An outside company is redoing our company Intranet. During some basic usage I disovered that the "User Edit" screens, with the "Password: *" boxes have the password in plain text, with the text box "type=password" to "hide" the password.

The passwords are not store in the database as plain text, they are stored encrypted using "rijndael-256" cypher using the mcrypt module.

I know that if I encrypt a password with SHA*, the password is "Unrecoverable" via one-way encryption. Is the same of MCrypt Rijndael-256 encryption? Shouldn't an encrypted password be un-recoverable? Are they blowing smoke up my rear or just using the wrong technology?

1 Answer 1


SHA* or MD5 are not encryption. They generate hashes. Hashes are one way, in that once you have something it is unrecoverable (unless you have a known value associated with a known hash). Hashes are ok for non-critical passwords.

You may recall recent news where LinkedIn had a number of accounts stolen. Attackers got a copy of their user table. Their passwords were stored as hashes and using a huge look up tables of all possible values of a type hash, attackers were able to get login credentials for users.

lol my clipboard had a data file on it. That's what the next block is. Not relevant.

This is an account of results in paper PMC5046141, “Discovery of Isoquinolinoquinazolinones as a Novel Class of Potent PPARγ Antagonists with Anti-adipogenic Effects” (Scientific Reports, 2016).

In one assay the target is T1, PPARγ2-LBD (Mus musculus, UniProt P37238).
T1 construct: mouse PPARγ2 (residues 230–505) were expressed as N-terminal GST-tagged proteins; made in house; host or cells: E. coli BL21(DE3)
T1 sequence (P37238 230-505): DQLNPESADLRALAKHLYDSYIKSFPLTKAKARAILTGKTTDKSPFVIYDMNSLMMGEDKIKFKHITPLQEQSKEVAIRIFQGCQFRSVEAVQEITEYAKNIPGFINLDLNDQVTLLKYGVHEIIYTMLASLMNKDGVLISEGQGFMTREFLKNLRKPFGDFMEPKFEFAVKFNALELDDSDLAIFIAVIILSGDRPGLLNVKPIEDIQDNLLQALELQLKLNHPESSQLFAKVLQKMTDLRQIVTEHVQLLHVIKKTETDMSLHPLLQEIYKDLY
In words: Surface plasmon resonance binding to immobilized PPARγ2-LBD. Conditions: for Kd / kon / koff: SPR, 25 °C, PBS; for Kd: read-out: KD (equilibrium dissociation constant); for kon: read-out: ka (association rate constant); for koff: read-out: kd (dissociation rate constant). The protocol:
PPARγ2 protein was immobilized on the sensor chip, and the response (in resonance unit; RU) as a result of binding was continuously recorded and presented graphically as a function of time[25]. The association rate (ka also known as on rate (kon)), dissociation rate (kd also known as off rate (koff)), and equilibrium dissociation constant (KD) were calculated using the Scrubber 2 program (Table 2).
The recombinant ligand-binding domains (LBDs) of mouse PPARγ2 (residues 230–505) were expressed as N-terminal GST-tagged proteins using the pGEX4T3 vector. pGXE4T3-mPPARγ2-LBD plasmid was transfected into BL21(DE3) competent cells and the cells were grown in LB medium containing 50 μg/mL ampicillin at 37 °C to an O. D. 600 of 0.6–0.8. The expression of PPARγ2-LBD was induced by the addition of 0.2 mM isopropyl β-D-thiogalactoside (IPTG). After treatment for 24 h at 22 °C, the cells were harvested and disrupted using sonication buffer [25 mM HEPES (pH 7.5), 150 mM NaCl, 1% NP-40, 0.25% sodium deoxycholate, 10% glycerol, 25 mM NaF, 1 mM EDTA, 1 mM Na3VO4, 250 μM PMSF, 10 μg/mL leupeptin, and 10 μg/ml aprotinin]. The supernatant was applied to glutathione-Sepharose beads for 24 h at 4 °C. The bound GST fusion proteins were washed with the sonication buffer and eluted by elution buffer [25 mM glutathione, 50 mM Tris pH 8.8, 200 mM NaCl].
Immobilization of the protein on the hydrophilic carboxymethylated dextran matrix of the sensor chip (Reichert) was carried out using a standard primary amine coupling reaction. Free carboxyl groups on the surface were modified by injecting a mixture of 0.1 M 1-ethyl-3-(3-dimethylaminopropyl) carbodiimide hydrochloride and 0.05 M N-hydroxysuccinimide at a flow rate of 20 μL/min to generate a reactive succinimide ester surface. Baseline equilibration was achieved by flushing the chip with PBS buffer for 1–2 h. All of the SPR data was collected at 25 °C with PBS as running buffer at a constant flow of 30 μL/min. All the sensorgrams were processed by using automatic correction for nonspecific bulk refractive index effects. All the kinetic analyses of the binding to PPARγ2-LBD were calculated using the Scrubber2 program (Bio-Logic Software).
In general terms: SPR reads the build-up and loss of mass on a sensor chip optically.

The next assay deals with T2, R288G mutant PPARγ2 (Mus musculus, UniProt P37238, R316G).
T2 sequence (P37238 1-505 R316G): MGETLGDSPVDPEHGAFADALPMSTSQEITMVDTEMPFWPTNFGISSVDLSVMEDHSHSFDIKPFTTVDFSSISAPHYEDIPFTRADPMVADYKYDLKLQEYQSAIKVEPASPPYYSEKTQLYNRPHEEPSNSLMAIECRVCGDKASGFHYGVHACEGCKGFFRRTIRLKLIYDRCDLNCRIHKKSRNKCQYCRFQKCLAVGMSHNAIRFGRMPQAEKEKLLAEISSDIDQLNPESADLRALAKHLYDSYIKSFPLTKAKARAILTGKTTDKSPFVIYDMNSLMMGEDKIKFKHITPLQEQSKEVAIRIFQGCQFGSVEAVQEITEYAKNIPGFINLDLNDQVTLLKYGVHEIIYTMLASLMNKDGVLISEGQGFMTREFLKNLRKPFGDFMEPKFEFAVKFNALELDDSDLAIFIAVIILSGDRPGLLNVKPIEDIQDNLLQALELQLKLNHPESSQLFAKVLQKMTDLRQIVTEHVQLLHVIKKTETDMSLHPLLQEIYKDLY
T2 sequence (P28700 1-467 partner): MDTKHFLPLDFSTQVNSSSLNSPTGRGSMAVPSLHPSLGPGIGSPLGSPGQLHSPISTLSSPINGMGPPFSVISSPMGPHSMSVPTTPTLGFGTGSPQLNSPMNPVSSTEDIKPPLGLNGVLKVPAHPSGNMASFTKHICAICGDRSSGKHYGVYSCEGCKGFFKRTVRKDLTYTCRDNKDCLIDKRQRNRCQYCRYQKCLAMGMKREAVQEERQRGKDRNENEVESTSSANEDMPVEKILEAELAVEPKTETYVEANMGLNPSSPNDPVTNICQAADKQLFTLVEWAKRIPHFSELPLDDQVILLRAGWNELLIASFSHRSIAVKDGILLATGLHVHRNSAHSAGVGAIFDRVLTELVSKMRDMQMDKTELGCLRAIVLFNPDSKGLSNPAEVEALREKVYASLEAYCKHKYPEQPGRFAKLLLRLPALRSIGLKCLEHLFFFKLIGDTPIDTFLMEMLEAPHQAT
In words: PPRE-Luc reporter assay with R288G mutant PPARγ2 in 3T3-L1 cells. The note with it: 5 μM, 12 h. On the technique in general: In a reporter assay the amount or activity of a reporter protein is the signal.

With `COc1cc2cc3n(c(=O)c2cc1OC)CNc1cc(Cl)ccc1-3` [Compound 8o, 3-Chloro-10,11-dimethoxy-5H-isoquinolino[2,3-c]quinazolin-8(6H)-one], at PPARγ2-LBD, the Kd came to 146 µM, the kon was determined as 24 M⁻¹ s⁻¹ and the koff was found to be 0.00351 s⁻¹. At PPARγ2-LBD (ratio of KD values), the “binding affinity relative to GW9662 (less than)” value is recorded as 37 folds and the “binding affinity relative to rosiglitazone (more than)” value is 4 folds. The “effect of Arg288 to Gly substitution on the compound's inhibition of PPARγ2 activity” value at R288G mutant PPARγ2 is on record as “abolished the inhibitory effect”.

Encryption is the process of using specific mathematical algorithms to turn the data in to 'useless', unintelligible data. Encryption is designed to be reversible. Encryption uses a 'key' to perform the encryption/decryption and as long as you possess that key you can decrypt the encrypted information. If you dispose of/lose the key, the data is useless. In this way, an attacker would need both your data and your encryption key (or alot of time and a sufficiently large number of processors) for the data to be usable.

In short, Encryption is reversible provided you have the key and is preferable to hashing.

  • I guess your right, I am confusing Hashing with Encrypting. Your also right to bring up events like LinkedIn, because the place I work for handles very sensitive information.
    – WernerCD
    Jul 2, 2012 at 22:11

Your Answer

By clicking “Post Your Answer”, you agree to our terms of service and acknowledge you have read our privacy policy.

Not the answer you're looking for? Browse other questions tagged or ask your own question.